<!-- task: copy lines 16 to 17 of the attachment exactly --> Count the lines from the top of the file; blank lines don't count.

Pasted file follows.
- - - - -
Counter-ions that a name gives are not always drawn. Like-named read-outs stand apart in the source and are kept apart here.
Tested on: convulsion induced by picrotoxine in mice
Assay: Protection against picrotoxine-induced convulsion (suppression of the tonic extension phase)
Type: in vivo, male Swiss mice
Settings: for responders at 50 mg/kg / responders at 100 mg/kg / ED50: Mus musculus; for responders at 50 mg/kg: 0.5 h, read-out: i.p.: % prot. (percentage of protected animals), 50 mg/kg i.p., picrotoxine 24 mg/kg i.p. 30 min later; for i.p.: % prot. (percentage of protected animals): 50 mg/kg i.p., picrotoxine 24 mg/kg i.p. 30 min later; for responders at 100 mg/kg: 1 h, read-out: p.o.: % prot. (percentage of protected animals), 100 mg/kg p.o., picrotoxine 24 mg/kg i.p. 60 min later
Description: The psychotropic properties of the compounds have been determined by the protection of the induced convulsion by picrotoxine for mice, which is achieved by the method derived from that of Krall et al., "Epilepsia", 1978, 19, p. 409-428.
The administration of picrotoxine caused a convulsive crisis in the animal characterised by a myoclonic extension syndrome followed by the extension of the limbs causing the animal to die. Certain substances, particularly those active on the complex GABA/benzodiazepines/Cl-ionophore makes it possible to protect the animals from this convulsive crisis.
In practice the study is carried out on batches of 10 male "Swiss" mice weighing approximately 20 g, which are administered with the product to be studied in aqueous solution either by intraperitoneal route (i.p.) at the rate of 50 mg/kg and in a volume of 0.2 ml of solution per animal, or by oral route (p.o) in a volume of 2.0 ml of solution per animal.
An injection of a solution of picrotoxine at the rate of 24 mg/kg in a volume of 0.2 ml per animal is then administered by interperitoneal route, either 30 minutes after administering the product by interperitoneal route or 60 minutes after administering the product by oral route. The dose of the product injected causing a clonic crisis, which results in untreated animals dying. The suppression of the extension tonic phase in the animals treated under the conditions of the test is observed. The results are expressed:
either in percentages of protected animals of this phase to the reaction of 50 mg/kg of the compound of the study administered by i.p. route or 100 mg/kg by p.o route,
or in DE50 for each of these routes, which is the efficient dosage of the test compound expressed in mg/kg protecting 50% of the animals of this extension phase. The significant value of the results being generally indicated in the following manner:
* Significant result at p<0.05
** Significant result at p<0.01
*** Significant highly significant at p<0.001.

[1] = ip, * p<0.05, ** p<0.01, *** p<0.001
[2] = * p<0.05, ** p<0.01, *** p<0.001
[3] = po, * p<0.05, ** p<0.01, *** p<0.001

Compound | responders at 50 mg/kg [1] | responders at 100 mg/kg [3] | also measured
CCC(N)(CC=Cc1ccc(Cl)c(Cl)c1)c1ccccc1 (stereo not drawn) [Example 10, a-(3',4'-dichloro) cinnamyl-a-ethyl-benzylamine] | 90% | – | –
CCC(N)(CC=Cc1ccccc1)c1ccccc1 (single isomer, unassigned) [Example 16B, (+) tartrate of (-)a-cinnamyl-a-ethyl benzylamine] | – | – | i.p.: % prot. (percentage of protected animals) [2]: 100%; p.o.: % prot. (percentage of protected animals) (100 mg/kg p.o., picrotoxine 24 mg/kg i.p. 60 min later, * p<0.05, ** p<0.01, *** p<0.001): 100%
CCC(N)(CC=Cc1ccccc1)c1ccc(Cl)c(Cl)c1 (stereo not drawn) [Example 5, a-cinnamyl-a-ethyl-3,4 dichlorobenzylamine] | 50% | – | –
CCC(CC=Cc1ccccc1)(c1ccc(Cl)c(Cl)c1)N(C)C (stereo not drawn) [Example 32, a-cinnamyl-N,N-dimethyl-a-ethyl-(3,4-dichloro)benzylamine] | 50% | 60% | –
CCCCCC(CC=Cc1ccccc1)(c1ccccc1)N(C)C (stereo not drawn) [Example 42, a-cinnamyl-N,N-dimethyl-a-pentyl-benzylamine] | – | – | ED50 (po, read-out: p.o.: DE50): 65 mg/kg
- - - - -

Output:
[2] = * p<0.05, ** p<0.01, *** p<0.001
[3] = po, * p<0.05, ** p<0.01, *** p<0.001